Isaac Florentine once again shows why he’s the top dog in DTV land when it comes to martial arts films. The camera placement and editing for the fight scenes are note-perfect, and he gets the most out of every fight, and even the slower scenes are directed well as he knows when to get out of the way and let the actors do their thing. Of course, none of this matters if the fights are good, and here is where the film truly shines. Larnell Stoval has become a very sought after fight choreographer, and after this film you’ll see why. The fights are really full of fast, complex movements that are really reminicent of late 80’s- early 90’s Sammo Hung films. The best fights are Adkins versus Lateef Crowder (can this guy ever win a fight against anyone of note in movies? Between this film, Tekken and Tony Jaa’s The Protector this dude seems to be the best fighter in the world to barely ever win a fight.) and the final fight between Adkins and Zaror, which is full of acrobatic WTF, and fantastic moves for each man. Stoval has the fight “conversation”of mid-80’s Honk Kong films down and it all looks both fast and pretty, and damn brutal.

Undisputed 3 is without a doubt a fantastic martial arts film, and Florentine and Adkins keep trucking along. Sooner or later Hollywood is going to figure out what these gentlemen truly have to offer. Whether they do or not, martial arts fans know exactly what we have in them. When it comes to English language martial arts films, they’re the top dogs. Just like Yuri Boyka.

(On a scale of 1-10, 10 being the best):

CHOREOGRAPHY: (9) What a great way for Larnell Stoval to introduce himself to the world with. The fights have some MMA movements (not unlike what Donnie Yen has been working with in his modern-day films) but have some spectacular acrobatics and long sections of continuous fighting. The edits are perfect.

STUNTWORK: (8) Everyone does a great job, spinning and tossing themselves left and right. Nothing crazy, but some of these hits you KNOW these guys took were great. Reactions to hits are an art form unto themselves, and they it well here.

STAR POWER: (9) Scott Adkins’ star is climbing, and I think Marko Zaror’s not far behind him. Lateef does his normal awesome stuff.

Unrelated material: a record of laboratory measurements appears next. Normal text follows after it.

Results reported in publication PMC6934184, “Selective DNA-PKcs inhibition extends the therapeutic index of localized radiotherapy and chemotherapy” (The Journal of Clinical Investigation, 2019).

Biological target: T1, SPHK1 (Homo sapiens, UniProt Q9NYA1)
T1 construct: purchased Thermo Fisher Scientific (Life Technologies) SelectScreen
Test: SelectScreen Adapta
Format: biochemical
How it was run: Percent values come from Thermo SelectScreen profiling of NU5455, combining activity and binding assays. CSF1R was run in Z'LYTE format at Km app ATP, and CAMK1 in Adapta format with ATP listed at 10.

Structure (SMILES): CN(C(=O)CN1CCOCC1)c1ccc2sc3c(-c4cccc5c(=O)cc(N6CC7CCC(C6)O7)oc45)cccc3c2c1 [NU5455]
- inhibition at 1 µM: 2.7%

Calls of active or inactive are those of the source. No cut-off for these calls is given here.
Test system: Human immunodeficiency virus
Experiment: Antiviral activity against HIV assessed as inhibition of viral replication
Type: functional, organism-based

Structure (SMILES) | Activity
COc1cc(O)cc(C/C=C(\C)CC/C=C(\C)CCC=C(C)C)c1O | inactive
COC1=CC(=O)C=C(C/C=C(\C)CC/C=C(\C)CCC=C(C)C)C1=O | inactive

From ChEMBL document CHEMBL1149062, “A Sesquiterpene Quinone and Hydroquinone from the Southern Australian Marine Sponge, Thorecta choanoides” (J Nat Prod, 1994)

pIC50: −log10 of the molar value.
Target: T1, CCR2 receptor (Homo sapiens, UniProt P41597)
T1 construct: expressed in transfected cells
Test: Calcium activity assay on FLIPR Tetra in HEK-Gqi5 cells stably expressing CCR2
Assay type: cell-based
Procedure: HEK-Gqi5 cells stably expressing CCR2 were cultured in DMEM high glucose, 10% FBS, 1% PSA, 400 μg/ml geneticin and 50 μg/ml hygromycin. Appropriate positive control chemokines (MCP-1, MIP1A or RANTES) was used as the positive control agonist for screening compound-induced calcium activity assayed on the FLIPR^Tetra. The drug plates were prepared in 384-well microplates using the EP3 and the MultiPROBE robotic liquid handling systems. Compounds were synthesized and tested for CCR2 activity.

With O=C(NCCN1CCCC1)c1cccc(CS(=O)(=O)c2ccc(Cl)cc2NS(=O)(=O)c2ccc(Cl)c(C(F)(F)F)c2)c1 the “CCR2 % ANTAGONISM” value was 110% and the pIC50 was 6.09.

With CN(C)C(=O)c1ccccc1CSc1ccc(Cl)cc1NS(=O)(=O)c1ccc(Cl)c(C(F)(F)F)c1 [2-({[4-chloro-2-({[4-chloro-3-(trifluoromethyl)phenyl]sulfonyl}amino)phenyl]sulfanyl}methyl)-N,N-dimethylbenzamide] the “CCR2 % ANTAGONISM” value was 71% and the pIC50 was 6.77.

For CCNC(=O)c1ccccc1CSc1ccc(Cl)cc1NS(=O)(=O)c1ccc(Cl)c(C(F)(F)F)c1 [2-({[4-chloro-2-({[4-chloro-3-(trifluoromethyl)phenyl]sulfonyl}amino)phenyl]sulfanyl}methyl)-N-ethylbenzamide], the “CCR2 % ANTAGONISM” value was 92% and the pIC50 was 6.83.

FINAL GRADE: (9) Someone finally supplanted Bloodsport as the best tournament martial arts film ever made. Adkins’ Boyka is a fantastic character, but the real star here is Larnell Stoval and his fight choreography.

NEXT: Johnny Nguyen and Veronica Ngo are out to kick ass in Clash!

Review: Kiltro (2008)

Posted in Marko Zaror, Miguel Angel De Luca with tags , , on March 5, 2011 by Michael S. Moore

Starring Marko Zaror, Catarina Jadresic, and Miguel Angel De Luca

Fight Choreography by Marko Zaror

Directed by Ernesto Diaz Espinoza

Martial artist Marko Zaror makes his feature film debut in Kiltro, a film that has one of the slowest starts to any martial arts film I’ve ever seen, and gets better as the film goes on, but just as quickly crashes into WTF zone and never returns.

The film follows Zamir (Zaror) a young man who runs with a gang called the Kiltros who run around Chile evidently cheering Zamir on as he uses rough martial arts to beat up every jackass in town that dates Kim, and what makes this quite creepy is the fact that she isn’t his girlfriend. Not only that, but he’s been stalking her to the point that he beats the shit out of a dude for even dancing with her in a club! Meanwhile, we get glimpses of a midget running around wearing some sort of makeup looking like a super deformed Gandalf watching Zamir and whatever the hell else. You’ll be waiting until most of the way through this film before you know what he’s about. The first fight occurs when Zamir follows Kim home, and into her father’s dojo, who happens to be a Korean martial arts master, and Kim tries to get Zamir killed by mistranslating what her father is telling him and what he’s saying to him to get her father’s students to attack Zamir, who beats them all down. The fight is a good showcase of Zaror’s skills, but is stunted due to the skill level Zamir is supposed to have.  The editing here is good in some places and dodgy in others.

We come to find out that Zamir lives with his mother, and learned some martial arts from his father, who disappeared long ago without a trace. Zamir lives aimlessly, only wanting to get into random fights and hang out with the Kiltros. You’ll have to endure a lot of Zamir walking around hang-dog until he learns that Kim is dating one of the very dudes he beat the crap out of, which causes a depressed Zamir to walk the streets of Chile to a David Bowie song. I can’t even kid you about this.